All form existing in the world exists in consciousness. All degrees of good and evil, all experience of freedom and lack of it exist entirely in consciousness. ~ Philip Renard
Stillness Speaks is pleased to offer the fifth chapter, Five Hallmarks of Universal Non-dualism, from Philip Renard’s book Non-Dualism: Eastern Enlightenment in the World of Western Enlightenment which provides an in-depth exploration of non-duality. Philip has graciously offered us a PDF of the Five Hallmarks of Universal Non-dualism chapter from this book. Download the Chapter here. Unless otherwise referenced all quoted material (in italics) in this overview is from Renard’s Chapter.
Renard begins by introducing the five hallmarks and specifies how non-dualism is unique.
Just as I looked for the most appropriate and unifying term for the different forms of the direct way of liberation, and came to the term ‘non-dualism’, so I have also looked for the hallmarks with which non-dualism is inextricably connected. Marks that apply for all true, radical schools of non-dualism, so I have also looked for the hallmarks with which non- dualism is inextricably connected. Marks that apply for all true, radical schools of non-dualism, and which highlight how non-dualism differs from other ways.
The five non-dual characteristics…
- Awareness (chit)
- No-mind (& emptiness, shûnyatâ; conceptlessness)
- Immediacy (pratyaksha)
- Changelessness (kûtastha)
- Naturalness (sahaja)
The first is paramount; the other four are inextricably connected with it… This list is of course for temporary accentuation only. In reality there is no clear demarcation between the characteristics – naming one immediately evokes the other, as will be seen in a number of quotations..
Renard stresses that the non-dual vision is only possible with acute awareness. The following quotes from the chapter illustrate the fundamental position of awareness. Renard pulls examples from various non-dual traditions…
The first characteristic, which you could call the basic principle of non-dualism, is the total emphasis in all expressions of non-dualism on awareness, consciousness, direct knowing and understanding. It refers to the primary fact of life, the fact that you are. ‘You are’, that is to say you are conscious. Everyone knows that he is, that he exists.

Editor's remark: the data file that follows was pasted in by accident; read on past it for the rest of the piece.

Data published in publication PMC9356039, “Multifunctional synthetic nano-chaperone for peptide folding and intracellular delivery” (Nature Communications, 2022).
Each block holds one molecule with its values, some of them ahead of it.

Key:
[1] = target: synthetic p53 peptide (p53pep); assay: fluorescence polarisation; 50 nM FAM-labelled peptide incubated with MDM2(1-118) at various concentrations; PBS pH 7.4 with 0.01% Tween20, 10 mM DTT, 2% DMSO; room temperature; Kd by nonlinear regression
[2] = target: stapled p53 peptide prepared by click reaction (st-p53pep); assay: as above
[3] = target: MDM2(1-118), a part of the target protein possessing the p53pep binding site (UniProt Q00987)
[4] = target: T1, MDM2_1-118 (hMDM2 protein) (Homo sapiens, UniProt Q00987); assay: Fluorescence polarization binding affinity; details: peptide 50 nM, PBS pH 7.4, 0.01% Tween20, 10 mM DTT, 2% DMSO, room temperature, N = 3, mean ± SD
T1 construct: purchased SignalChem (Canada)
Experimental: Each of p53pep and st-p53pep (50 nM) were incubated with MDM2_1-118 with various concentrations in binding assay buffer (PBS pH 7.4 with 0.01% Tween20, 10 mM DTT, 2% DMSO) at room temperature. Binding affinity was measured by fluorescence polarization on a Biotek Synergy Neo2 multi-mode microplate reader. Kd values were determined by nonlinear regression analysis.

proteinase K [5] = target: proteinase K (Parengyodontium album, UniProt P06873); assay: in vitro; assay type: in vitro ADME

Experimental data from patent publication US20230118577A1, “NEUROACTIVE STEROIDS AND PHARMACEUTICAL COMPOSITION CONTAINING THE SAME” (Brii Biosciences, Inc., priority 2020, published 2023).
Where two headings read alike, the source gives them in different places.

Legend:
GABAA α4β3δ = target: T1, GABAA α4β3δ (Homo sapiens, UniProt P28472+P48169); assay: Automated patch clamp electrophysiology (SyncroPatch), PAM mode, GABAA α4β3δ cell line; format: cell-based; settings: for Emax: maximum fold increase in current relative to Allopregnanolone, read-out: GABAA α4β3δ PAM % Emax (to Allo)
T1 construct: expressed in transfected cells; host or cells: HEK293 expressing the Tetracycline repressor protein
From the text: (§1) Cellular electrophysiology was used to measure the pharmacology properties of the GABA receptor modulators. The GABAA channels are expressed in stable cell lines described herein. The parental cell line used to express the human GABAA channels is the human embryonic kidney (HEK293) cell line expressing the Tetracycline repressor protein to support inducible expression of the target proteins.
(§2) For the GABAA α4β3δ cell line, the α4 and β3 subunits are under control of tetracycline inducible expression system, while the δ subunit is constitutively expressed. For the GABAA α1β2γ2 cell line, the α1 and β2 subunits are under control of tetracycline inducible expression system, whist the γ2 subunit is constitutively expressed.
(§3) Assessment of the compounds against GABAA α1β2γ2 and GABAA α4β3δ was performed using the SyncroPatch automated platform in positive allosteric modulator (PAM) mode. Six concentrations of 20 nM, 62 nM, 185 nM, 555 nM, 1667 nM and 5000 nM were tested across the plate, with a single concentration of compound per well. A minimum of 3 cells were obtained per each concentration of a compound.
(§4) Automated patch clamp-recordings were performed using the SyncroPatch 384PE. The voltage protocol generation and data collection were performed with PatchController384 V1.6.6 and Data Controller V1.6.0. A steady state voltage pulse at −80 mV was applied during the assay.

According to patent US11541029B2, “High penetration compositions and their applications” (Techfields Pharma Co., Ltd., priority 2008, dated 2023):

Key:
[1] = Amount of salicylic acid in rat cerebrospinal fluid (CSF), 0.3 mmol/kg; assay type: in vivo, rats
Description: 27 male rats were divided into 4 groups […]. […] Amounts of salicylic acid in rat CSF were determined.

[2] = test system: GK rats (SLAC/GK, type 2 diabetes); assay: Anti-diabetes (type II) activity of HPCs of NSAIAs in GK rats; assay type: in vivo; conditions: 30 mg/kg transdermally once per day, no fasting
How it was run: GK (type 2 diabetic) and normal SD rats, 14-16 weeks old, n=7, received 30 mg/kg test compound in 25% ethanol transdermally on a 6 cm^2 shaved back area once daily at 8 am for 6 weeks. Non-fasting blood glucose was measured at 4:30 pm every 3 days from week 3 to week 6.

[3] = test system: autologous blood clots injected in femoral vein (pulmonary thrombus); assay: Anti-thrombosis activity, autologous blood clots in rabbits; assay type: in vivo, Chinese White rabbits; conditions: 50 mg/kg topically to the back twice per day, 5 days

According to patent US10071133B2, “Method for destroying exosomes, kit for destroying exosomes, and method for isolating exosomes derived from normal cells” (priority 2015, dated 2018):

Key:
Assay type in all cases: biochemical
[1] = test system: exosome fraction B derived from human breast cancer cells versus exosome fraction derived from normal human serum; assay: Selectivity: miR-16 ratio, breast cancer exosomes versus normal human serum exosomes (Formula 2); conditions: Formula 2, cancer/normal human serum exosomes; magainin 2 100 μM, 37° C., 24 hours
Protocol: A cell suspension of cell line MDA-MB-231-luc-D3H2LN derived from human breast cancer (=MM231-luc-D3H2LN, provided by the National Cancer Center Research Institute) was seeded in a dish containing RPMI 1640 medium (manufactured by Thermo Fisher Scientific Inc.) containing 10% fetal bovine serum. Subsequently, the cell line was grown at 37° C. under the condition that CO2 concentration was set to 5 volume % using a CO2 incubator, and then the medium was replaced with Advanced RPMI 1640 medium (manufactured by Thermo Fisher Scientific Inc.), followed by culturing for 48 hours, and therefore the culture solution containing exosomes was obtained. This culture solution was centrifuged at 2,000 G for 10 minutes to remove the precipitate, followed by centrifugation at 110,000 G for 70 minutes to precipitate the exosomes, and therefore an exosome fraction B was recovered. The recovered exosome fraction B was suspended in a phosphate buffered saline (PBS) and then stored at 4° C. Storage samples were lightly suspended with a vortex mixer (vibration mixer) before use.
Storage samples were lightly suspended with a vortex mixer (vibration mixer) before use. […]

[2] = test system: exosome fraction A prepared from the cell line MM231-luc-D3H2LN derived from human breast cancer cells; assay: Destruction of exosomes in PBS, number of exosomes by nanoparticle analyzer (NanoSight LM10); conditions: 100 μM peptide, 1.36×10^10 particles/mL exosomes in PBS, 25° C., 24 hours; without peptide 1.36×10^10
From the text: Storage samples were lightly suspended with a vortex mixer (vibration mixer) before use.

Renard turns to Shankara, the founder of Advaita Vedanta for support….
“And it is not possible to deny such a Self; for it is an adventitious thing alone that can be repudiated, but not so one’s own nature. The Self constitutes the very nature of the man who would deny it.”
Webster’s New World Dictionary defines consciousness, “the faculty of knowing what effects or what goes on in one’s own mind; immediate knowledge”. Renard notes in daily use the term ‘consciousness’ is mostly applied in combination with something else, to indicate that you are conscious of something.
In non-dualism the invitation is made to cease overlooking this, and to notice consciousness itself, to recognize that you are this consciousness, consciousness that precedes any form, any particular colour….all there is, everything that manifests itself can only manifest itself thanks to that which we call ‘consciousness’ or ‘awareness’. All form existing in the world exists in consciousness. All degrees of good and evil, all experience of freedom and lack of it exist entirely in consciousness.
Renard refers to the Tibetan Dzogchen text Self-Liberation Through Seeing With Naked Awareness to illustrate the link between mind and immediate awareness….
“To desire something other than this is just like having an elephant (at home), but searching for its tracks elsewhere. (…) Similarly if you do not understand that everything derives from the mind, it will not be possible for you to attain Buddhahood. (…) By not seeing that your own mind is actually the Buddha, Nirvana becomes obscured.”